The Slipper Accessory Star Is A Versatile Aussie Rock

He’s come back from countless injuries and even rebounded from a drug ban, but after 112 tests James Slipper still looks indestructible – and Aussie rugby could never be more grateful.

In the midst of a chaotic test week ahead of their renowned touring match against England which saw the Wallabies’ frontline stocks hopelessly depleted, it was up to one of world rugby’s great survivors to prove once again. the higher its value.

Asked to switch from his usual stance of free prop to the other side of the fray to face the might of the English pack once again, you get no complaints from 32-year-old Slipper.

Instead, he just brushes off a bruised body and promises with a smile, “I’m a coward, but I feel like I can support myself all the way – and one thing I know is that I’ll do my best. for the country. “

Australia expects no less. Last Sunday’s loss to Scotland was a painful reminder of his past as a tight header when the loss of Allan Alaalatoa and Taniela Tupou at the head forced him to show the kind of mid-game versatility that he’s shown so often for the Brumbies.

And with the two specialists out of the race for the game against England, coach Dave Rennie did not hesitate to turn to “Slips”.

“Your lower back is getting pretty sore,” Slipper conceded, reflecting on a bad day at the office on Sunday.

“It’s funny because with a loose head you have a little more pressure in the neck while with a tight head it’s more in the back.

“So I definitely did pretty badly after that.

“I can’t say I’m feeling so good – but I’ll be game time, mate.”

No one knows better than the waist front recovery process, other than maybe the only five props that have won more test caps than Slipper – Gethin Jenkins (Wales & British & Irish Lions, 134), Martin Castrogiovanni (Italy, 119), Jason Leonard (England & Lions, 119), Tony Woodcock (New Zealand, 118) and Tendai Mtawarira (South Africa, 117).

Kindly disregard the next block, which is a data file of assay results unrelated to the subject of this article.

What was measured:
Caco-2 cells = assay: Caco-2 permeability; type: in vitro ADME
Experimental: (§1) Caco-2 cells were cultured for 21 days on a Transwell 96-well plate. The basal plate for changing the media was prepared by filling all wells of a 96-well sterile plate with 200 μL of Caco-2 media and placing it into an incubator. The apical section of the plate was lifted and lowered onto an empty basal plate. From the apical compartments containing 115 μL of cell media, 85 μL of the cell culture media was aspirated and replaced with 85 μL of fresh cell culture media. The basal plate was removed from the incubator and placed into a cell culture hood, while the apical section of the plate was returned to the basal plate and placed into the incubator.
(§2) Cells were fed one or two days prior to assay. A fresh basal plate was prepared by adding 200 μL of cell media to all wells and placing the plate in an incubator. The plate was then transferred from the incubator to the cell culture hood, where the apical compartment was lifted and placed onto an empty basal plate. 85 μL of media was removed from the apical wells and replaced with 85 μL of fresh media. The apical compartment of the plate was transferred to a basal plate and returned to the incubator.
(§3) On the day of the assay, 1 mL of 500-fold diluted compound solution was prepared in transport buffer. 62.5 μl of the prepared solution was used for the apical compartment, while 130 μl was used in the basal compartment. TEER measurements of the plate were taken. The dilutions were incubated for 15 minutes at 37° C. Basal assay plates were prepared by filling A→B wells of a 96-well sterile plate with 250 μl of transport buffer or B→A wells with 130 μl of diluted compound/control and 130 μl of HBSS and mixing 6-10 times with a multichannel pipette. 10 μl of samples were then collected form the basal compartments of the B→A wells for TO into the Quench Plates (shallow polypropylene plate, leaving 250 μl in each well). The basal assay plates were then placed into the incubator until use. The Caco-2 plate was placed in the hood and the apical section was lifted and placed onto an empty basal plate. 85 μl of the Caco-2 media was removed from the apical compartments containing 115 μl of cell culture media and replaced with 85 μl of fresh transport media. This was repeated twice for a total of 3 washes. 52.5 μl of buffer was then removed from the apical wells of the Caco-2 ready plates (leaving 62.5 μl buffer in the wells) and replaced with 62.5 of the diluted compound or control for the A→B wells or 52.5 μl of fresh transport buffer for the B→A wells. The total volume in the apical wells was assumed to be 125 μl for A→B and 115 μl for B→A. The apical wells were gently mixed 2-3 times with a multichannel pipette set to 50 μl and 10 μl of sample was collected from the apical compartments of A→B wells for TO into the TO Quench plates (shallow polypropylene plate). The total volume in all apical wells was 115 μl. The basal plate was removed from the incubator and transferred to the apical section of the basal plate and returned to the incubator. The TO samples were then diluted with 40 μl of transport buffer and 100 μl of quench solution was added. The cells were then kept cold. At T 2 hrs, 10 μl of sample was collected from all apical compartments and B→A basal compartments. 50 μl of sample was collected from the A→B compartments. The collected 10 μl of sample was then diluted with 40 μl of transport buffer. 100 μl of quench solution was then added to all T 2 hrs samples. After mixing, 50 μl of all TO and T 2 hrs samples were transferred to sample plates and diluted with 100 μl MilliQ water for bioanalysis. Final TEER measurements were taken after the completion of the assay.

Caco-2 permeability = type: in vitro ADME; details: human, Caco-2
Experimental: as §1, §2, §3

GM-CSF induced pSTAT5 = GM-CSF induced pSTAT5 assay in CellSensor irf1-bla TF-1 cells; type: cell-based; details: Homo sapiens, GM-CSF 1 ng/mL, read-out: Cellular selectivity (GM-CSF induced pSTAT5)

At the other end of the experience scale, Irish London mainstay Ollie Hoskins, the former Western Force striker who hasn’t played in Australia for five years, has been thrown into the deep end for a potential start on the bench.

“It’s pretty wild, hard to express what I’m feeling,” Hoskins told the BBC. “I will enjoy the experience.”

Thinking back to when he joined the English Premiership club, Hoskins recalls: “I was in a tough spot in my career when I joined. I was playing my hometown club as a child and they m ‘had let go and told me I was not good enough.

“The Irishman gave me a chance and I reorganized my life here. I took root, met my wife here, most of my extended family live here now, so it gave me a second chance. “

Slipper was quietly impressed. “Ollie has had a few days to practice and improve his skills with all the moves and the way we want to play the game. He’s fitted in really well, so we’re delighted to give him a chance.”

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